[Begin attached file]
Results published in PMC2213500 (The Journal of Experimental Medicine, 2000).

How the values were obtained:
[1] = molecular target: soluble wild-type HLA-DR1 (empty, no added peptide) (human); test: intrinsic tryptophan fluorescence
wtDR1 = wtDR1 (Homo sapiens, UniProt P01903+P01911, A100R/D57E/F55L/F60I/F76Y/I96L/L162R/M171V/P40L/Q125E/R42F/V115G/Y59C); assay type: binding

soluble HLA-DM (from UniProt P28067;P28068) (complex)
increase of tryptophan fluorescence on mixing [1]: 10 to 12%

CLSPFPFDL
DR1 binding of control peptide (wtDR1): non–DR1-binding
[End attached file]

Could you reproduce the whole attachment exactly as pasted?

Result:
Results published in PMC2213500 (The Journal of Experimental Medicine, 2000).

How the values were obtained:
[1] = molecular target: soluble wild-type HLA-DR1 (empty, no added peptide) (human); test: intrinsic tryptophan fluorescence
wtDR1 = wtDR1 (Homo sapiens, UniProt P01903+P01911, A100R/D57E/F55L/F60I/F76Y/I96L/L162R/M171V/P40L/Q125E/R42F/V115G/Y59C); assay type: binding

soluble HLA-DM (from UniProt P28067;P28068) (complex)
increase of tryptophan fluorescence on mixing [1]: 10 to 12%

CLSPFPFDL
DR1 binding of control peptide (wtDR1): non–DR1-binding